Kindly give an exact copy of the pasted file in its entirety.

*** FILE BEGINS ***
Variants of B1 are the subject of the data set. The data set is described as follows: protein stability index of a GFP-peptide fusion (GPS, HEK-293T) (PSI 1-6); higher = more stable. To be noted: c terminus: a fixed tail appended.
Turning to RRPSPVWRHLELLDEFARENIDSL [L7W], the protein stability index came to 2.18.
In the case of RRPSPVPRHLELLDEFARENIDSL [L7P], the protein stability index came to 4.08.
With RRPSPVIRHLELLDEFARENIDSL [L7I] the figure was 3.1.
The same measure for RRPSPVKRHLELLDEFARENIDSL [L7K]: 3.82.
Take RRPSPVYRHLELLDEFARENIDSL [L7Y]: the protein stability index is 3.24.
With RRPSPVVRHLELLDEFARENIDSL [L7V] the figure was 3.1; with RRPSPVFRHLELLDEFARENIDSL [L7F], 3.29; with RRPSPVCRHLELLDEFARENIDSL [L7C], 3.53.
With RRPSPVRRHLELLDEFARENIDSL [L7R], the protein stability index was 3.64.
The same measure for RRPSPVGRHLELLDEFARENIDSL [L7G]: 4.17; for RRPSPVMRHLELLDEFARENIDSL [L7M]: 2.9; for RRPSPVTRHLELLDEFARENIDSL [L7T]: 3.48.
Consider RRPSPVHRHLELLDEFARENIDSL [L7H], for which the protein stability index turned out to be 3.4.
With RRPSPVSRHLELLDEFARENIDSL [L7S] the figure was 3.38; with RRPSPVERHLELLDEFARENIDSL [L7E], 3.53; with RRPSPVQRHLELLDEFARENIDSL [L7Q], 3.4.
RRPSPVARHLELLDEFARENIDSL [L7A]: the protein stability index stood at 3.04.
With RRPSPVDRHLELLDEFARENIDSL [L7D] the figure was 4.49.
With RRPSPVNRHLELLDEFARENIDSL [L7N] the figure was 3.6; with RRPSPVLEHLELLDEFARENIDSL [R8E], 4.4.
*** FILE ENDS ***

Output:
Variants of B1 are the subject of the data set. The data set is described as follows: protein stability index of a GFP-peptide fusion (GPS, HEK-293T) (PSI 1-6); higher = more stable. To be noted: c terminus: a fixed tail appended.
Turning to RRPSPVWRHLELLDEFARENIDSL [L7W], the protein stability index came to 2.18.
In the case of RRPSPVPRHLELLDEFARENIDSL [L7P], the protein stability index came to 4.08.
With RRPSPVIRHLELLDEFARENIDSL [L7I] the figure was 3.1.
The same measure for RRPSPVKRHLELLDEFARENIDSL [L7K]: 3.82.
Take RRPSPVYRHLELLDEFARENIDSL [L7Y]: the protein stability index is 3.24.
With RRPSPVVRHLELLDEFARENIDSL [L7V] the figure was 3.1; with RRPSPVFRHLELLDEFARENIDSL [L7F], 3.29; with RRPSPVCRHLELLDEFARENIDSL [L7C], 3.53.
With RRPSPVRRHLELLDEFARENIDSL [L7R], the protein stability index was 3.64.
The same measure for RRPSPVGRHLELLDEFARENIDSL [L7G]: 4.17; for RRPSPVMRHLELLDEFARENIDSL [L7M]: 2.9; for RRPSPVTRHLELLDEFARENIDSL [L7T]: 3.48.
Consider RRPSPVHRHLELLDEFARENIDSL [L7H], for which the protein stability index turned out to be 3.4.
With RRPSPVSRHLELLDEFARENIDSL [L7S] the figure was 3.38; with RRPSPVERHLELLDEFARENIDSL [L7E], 3.53; with RRPSPVQRHLELLDEFARENIDSL [L7Q], 3.4.
RRPSPVARHLELLDEFARENIDSL [L7A]: the protein stability index stood at 3.04.
With RRPSPVDRHLELLDEFARENIDSL [L7D] the figure was 4.49.
With RRPSPVNRHLELLDEFARENIDSL [L7N] the figure was 3.6; with RRPSPVLEHLELLDEFARENIDSL [R8E], 4.4.